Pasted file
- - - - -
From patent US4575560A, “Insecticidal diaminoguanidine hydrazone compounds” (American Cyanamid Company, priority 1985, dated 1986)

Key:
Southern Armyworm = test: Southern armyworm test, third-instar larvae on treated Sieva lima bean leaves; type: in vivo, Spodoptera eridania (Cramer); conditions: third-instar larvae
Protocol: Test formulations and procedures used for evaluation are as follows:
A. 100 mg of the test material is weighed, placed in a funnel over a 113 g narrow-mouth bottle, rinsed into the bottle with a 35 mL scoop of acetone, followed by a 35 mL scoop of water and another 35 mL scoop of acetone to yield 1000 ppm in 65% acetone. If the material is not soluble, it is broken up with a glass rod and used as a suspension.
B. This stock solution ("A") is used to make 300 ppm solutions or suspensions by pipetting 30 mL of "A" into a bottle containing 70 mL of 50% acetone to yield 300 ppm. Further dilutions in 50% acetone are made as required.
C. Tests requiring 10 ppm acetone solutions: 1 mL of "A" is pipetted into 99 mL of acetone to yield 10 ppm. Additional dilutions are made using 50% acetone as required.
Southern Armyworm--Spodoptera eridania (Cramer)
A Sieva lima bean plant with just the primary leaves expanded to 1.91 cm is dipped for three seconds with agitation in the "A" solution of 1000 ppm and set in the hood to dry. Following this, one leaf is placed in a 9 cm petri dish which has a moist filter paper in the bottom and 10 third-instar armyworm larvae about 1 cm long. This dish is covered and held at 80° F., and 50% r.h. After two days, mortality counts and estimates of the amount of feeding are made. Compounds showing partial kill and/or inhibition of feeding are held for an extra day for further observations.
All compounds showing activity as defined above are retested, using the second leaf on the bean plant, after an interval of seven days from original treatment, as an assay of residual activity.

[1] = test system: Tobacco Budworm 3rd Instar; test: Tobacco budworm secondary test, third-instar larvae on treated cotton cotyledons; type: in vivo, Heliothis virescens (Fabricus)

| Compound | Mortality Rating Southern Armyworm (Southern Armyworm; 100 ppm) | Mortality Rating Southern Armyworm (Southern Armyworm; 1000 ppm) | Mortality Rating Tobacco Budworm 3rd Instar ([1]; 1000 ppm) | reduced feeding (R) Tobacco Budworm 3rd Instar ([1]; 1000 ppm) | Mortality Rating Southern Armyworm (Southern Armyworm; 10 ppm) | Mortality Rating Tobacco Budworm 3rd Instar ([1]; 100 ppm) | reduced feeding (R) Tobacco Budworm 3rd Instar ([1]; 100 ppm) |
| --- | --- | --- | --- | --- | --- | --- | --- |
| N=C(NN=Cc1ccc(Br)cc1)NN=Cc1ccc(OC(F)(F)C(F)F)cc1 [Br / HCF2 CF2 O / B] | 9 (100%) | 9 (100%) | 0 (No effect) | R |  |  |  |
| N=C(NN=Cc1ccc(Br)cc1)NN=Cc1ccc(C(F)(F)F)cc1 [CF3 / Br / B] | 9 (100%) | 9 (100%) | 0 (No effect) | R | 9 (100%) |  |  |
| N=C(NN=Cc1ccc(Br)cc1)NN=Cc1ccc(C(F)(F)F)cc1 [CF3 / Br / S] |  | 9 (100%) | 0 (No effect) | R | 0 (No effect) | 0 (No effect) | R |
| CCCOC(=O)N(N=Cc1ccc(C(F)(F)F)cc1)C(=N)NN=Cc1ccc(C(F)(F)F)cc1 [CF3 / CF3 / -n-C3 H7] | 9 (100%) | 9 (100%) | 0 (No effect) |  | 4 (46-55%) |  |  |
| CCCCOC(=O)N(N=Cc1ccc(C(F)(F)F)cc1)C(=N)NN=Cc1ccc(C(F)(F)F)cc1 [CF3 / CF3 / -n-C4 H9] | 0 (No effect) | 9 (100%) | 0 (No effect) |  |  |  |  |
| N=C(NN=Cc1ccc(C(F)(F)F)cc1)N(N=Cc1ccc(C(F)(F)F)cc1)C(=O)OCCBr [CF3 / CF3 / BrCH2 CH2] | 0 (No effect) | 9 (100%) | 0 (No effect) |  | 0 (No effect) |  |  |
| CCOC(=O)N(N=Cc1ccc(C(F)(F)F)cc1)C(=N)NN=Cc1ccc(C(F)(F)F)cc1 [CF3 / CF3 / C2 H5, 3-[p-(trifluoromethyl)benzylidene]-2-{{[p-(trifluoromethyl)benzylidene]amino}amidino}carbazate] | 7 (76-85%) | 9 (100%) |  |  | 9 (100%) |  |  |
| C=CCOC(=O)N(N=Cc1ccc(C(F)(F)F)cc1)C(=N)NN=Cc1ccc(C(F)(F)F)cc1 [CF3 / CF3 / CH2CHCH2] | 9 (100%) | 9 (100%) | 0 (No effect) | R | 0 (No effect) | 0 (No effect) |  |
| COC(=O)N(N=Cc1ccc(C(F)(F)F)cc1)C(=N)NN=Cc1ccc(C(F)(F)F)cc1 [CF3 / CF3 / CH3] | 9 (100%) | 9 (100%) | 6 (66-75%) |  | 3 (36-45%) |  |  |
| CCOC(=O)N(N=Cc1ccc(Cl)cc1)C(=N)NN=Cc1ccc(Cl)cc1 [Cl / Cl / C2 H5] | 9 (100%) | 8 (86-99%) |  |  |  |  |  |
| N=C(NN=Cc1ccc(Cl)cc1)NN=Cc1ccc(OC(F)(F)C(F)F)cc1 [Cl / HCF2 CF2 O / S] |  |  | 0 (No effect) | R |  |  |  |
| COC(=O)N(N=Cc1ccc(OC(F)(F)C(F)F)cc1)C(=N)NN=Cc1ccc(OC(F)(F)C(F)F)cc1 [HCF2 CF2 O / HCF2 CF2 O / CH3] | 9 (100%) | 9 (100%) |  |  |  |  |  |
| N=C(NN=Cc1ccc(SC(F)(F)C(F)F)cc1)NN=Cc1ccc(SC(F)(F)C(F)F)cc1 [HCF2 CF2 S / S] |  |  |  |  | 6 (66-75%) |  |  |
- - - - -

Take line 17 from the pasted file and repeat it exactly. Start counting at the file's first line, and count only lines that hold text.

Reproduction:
| CCCOC(=O)N(N=Cc1ccc(C(F)(F)F)cc1)C(=N)NN=Cc1ccc(C(F)(F)F)cc1 [CF3 / CF3 / -n-C3 H7] | 9 (100%) | 9 (100%) | 0 (No effect) |  | 4 (46-55%) |  |  |